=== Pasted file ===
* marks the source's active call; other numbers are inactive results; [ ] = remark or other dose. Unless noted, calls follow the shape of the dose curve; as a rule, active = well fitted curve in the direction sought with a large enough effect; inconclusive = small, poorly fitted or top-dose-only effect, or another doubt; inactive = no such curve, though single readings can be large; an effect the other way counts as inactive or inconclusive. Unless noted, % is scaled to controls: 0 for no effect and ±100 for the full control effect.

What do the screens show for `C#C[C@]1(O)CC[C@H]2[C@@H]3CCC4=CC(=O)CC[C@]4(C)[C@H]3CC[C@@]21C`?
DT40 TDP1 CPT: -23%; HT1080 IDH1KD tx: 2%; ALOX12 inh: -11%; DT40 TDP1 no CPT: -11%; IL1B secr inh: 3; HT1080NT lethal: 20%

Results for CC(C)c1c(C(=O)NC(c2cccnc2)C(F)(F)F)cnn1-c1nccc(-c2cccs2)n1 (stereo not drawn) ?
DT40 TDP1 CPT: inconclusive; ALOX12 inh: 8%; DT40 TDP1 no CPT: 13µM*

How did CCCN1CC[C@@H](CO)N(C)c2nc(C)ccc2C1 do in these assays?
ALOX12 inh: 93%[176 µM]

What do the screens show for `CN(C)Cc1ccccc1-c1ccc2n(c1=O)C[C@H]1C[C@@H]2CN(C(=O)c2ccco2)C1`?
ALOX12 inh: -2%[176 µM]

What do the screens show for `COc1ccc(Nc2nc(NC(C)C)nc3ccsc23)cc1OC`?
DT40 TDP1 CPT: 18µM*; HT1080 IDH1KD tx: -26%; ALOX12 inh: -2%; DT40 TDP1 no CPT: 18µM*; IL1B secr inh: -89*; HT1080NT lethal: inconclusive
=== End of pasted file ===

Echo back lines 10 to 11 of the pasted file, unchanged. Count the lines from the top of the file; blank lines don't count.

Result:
What do the screens show for `COc1ccc(Nc2nc(NC(C)C)nc3ccsc23)cc1OC`?
DT40 TDP1 CPT: 18µM*; HT1080 IDH1KD tx: -26%; ALOX12 inh: -2%; DT40 TDP1 no CPT: 18µM*; IL1B secr inh: -89*; HT1080NT lethal: inconclusive